The city fathers in Milwaukee, WI pushed hard to get $69 million in Federal funding for a $128 million streetcar project. Milwaukee had streetcars in the late 1800s through 1950. Read more >
What started out in hard goods like steel and aluminum has made its way into fresh market produce like apples and cherries. The tit-for-tat tariff race is affecting producers all across the country. Read more >
The other day I had on a polo shirt with a Big Red Tomato Growers logo on it. My son Paul asked me if I had any that said Harllee Packing. They too would become collector’s items, as that long established tomato grower/shipper was going to be closing its doors like Big Red had done some years ago.
The exodus from the Florida tomato deal started when the retiring snowbird population wanted golf courses and condominiums in the Sunshine State. The farmland was worth more for development than it was for agricultural production. The tenuous relationship with imported Mexican tomatoes added more financial strain on the domestic tomato growers. Their decision to sell off land and preserve the family wealth was an economic no-brainer.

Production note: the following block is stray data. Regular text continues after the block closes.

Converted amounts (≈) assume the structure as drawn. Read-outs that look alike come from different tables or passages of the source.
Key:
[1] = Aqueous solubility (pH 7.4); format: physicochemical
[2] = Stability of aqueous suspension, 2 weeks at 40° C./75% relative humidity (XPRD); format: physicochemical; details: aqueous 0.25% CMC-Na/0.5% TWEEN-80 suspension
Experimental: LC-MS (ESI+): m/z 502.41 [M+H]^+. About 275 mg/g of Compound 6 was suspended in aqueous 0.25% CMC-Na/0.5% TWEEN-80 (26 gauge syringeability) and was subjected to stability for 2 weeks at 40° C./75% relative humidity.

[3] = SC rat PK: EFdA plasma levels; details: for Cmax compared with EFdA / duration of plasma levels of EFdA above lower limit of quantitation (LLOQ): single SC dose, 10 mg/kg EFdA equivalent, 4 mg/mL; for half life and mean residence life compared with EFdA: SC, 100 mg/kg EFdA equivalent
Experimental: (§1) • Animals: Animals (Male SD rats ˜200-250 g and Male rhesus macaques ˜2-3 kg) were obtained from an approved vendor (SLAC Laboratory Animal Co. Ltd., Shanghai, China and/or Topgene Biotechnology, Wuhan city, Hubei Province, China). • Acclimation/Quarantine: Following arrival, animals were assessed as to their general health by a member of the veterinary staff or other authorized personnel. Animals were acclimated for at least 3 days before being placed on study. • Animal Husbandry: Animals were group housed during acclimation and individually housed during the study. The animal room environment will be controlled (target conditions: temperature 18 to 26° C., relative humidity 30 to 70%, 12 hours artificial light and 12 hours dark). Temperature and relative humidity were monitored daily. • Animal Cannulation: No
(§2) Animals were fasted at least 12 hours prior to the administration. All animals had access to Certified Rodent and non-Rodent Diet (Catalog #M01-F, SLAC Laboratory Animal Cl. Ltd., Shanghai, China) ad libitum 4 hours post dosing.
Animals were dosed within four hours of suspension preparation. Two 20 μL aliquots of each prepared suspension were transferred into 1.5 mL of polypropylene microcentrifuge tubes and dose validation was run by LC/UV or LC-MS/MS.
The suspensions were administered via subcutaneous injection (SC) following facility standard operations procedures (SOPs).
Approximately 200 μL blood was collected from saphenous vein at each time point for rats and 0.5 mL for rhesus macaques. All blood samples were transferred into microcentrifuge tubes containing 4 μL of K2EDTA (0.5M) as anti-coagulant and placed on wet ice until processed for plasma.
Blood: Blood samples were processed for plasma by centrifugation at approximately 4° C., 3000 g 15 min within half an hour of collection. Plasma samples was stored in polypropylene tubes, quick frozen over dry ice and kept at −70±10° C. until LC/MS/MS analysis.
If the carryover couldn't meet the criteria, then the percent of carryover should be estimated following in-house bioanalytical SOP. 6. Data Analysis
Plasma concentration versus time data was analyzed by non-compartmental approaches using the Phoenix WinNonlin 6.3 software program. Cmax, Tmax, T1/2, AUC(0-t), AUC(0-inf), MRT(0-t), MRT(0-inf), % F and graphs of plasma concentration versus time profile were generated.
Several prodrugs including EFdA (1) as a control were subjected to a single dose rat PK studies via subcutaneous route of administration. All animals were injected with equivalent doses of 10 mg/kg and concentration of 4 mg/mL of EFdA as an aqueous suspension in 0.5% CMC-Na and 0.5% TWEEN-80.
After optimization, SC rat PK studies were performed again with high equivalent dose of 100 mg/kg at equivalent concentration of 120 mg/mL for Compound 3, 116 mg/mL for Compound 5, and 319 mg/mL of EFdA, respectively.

Now there seems to be a rash of announcements regarding the future production of tomatoes in Florida. Rumor has it that Tomatoes of Ruskin might be exiting the deal. Triple E is said to be moving out of the US and into Mexico. Del Monte (who purchased the assets of East Coast Tomato) is not planting a tomato crop this fall.
While it is sad to see these long established operations close their doors, there certainly is no shortage of tomatoes in the marketplace. Newer facilities with more efficient production methods will produce fresh market crops, in the necessary quantity, with requisite quality. In a free market, productivity will eventually trump tradition. We wish the exiting growers well and embrace the contemporary producers.
Those millennials continue to perplex the marketing gurus! First it was the death of diamonds, then it was the end of golf. It now turns out that millennials are supporting both industries with great enthusiasm. Read more >
Remember when turnover was a tasty treat that your grandmother made when your family gathered for a visit? Today you say turnover within earshot of a business manager and they cringe. The pundits say we have a labor crisis – I disagree. We have a turnover crisis. Read more >